In the past decade alone, we’ve seen historic hurricanes devastate islands across the Caribbean. We’ve seen “thousand-year floods” hit the Midwestern and Southern U.S. multiple times. We’ve seen record-breaking wildfires ravage California and record-breaking typhoons kill thousands in the Philippines.
This is a true crisis. If we fail to rise to the occasion, your generation — and your children and grandchildren — will pay a terrible price.
Scientists know there can be no delay in taking action — and many governments and political leaders around the world are starting to understand that. Yet here in the U.S., our federal government is seeking to become the only country in the world to withdraw from the Paris Agreement to combat climate change.
The only one. Not even North Korea is doing that.
Those in Washington who deny the science of climate change are no more based in reality than those who believe the moon landing was faked. And while the moon landing conspiracy theorists are relegated to the paranoid corners of talk radio, climate skeptics occupy the highest positions of power in government.
Now, in the administration’s defense, climate change is only a theory, they say.
Like gravity is only a theory. People can ignore gravity at their own risk, at least until they hit the ground. But when they ignore the climate crisis, they not only put themselves at risk, they endanger all of humanity.
Instead of challenging Americans to believe in our ability to master the universe, as President Kennedy did, the current administration is pandering to the skeptics who, in the 1960s, looked at the space program and saw only short-term costs, not long-term benefits.
President Kennedy’s era earned the nickname, “The Greatest Generation” — not only because they persevered through the Great Depression, and won the Second World War. They earned it because of their determination to rise, to innovate and to fulfill the promise of American freedom.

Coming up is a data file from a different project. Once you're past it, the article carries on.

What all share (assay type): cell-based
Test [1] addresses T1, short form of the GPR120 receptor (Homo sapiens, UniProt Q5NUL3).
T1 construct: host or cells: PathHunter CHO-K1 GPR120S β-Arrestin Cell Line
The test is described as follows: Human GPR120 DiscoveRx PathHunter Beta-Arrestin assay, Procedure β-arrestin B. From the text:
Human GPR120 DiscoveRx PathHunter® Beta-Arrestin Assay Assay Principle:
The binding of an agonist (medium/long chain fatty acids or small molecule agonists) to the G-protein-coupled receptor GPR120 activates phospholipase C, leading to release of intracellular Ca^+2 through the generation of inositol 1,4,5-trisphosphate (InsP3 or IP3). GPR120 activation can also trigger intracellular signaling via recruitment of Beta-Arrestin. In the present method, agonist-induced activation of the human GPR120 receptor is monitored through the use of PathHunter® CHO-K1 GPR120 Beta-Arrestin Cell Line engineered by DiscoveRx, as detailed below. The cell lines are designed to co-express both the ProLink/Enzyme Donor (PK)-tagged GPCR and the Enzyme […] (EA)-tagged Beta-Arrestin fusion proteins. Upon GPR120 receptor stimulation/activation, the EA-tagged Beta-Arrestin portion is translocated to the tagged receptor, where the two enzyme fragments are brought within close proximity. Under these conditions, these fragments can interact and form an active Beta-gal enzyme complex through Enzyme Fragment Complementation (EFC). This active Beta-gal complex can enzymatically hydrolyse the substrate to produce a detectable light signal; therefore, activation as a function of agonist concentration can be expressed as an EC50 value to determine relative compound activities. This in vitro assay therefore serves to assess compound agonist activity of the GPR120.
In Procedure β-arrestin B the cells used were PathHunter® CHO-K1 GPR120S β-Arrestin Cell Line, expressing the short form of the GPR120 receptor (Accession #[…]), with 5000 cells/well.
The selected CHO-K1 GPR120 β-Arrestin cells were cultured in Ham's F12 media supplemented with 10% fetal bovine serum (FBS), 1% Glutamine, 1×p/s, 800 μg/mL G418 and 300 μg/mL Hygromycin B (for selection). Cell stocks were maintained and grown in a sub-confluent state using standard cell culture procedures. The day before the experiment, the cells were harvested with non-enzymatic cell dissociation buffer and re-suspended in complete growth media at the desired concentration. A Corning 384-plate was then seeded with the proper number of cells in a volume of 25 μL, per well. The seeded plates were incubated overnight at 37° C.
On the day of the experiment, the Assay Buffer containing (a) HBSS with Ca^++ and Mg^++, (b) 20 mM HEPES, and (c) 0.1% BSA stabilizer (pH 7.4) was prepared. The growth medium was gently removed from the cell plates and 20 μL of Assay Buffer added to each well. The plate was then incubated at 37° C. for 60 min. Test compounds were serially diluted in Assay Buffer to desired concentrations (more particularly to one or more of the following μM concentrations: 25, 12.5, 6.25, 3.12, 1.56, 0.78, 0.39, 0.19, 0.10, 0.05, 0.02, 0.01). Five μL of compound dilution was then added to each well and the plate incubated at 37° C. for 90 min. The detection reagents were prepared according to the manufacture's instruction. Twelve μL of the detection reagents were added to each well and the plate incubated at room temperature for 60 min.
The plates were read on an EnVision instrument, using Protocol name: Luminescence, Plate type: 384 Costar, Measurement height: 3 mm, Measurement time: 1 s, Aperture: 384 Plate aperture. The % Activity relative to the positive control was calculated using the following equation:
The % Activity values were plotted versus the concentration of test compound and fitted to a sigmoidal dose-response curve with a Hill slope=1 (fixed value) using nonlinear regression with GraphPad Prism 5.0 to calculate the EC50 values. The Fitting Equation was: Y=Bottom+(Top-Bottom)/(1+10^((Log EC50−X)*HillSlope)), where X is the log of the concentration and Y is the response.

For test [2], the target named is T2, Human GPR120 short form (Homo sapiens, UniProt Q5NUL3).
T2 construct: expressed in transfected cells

They dreamed in moonshots. They reached for the stars. And they began to redeem — through the civil-rights movement — the failures of the past. They set the standard for leadership and service to our nation’s ideals.
Now, your generation has the opportunity to join them in the history books. The challenge that lies before you — stopping climate change — is unlike any other ever faced by humankind. If left unchecked, the crisis threatens to breed war by spreading drought and hunger. It threatens to destroy oceanic life, sink coastal communities, devastate farms and businesses, and spread disease.
Now, some people will say: We should leave it in God’s hands. But most religious leaders disagree. After all: Where in the Bible, or the Torah, or the Koran, or any other book about faith or philosophy, does it teach that we should do things that make floods and fires and plagues more severe?
Thankfully, most Americans in both parties accept that human activity is driving the climate crisis. And they want government to take action. Over the past few months, there has been a healthy debate — mostly within the Democratic Party — over what those actions should be. In the year ahead, we need to build consensus around comprehensive and ambitious federal policies that the next Congress should pass.
But everyone who is concerned about the climate crisis should also be able to agree on two realities.
The first one is: Given opposition in the Senate and White House, there is virtually no chance of passing such policies before 2021.
And the second reality is: We can’t wait to act. Mother Nature does not wait on the election calendar — and neither can we.